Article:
For nearly two months, Bennett College has been frantically raising money to save its accreditation.
Despite raising double their stated goal, it apparently wasn’t enough as the Southern Association of Schools Commission on Colleges rejected the HBCU’s appeal and pulled their accreditation. The announcement was made on Friday.
The commission said in a statement that it “examined additional financial information provided” by Bennett but “found that Bennett College had ‘failed to show that the institution possesses resources demonstrating a stable financial base to support the mission and scope of programs and services.'”
Accreditation allows colleges and universities to accept such things as federal student loans & Pell Grants as payment for tuition. Bennett‘s endowment is $13 million, which is small for a private four-year college.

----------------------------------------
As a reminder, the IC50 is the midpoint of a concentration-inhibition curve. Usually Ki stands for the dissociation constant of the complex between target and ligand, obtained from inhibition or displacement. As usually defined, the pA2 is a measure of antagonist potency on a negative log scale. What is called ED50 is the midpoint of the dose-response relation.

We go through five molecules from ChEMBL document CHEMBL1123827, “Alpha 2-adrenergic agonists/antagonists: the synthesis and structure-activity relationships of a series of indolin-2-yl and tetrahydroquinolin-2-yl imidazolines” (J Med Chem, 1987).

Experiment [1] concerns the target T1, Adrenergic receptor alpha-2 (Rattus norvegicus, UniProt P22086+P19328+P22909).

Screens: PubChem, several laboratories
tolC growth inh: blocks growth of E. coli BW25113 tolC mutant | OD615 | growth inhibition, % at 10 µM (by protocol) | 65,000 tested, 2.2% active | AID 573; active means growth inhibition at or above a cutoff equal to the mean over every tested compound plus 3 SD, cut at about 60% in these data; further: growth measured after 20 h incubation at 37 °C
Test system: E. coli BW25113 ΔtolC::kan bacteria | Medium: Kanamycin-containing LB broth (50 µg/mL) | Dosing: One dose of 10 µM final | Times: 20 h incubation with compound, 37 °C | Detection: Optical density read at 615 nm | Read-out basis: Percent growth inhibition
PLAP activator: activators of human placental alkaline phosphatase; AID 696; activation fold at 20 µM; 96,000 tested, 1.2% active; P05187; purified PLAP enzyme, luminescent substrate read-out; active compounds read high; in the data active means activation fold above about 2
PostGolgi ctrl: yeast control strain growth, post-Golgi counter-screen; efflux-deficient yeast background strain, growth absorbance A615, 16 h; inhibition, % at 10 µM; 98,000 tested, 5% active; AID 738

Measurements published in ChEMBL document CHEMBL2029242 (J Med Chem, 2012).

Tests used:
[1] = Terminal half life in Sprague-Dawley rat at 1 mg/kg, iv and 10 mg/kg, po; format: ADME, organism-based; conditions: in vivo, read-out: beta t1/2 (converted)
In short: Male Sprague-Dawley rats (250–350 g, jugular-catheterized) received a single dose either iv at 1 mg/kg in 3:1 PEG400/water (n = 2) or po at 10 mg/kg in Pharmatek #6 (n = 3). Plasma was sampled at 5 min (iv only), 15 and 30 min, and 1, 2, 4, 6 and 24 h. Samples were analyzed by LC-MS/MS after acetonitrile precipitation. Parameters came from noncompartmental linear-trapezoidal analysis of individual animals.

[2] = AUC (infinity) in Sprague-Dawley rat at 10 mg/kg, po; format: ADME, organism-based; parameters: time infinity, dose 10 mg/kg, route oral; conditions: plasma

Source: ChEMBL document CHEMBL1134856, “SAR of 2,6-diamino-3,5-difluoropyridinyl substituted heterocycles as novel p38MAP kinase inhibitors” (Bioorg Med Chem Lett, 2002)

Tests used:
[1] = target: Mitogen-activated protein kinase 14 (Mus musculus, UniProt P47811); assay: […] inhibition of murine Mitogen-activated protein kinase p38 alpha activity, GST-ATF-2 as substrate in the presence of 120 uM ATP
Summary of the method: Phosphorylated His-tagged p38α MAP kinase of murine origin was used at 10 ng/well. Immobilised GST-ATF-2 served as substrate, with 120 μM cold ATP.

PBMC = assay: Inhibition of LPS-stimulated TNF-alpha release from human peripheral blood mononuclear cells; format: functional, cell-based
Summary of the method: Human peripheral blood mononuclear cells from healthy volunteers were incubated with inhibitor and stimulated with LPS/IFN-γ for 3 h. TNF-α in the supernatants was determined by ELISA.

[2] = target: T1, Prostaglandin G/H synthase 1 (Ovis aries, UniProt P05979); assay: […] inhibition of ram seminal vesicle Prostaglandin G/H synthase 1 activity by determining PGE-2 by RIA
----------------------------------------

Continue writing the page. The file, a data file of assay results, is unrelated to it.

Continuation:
Bennett has just a little more than 400 undergraduates enrolled for the spring semester.
The commission originally revoked Bennett’s accreditation in December because it said the college didn’t have sufficient financial resources. Bennett had been on probation since 2016 for financial concerns and other issues.
Right after the commission’s decision, the school announced that it would raise at least $5 million in less in a fight to keep its accreditation. The campaign included the hashtag #StandWithBennett, which spread across social media.
Even if they reached the goal – which the school doubled – it would not guarantee accreditation, but college leaders thought it would go a long way toward bolstering the college’s case.
According to the Greensboro News & Record, Bennett posted six straight years of annual operating losses until 2016-17, when President Phyllis Worthy Dawkins took over. Bennett has said previously that they will sue the Commission in order to extend its accreditation while legal proceedings continue.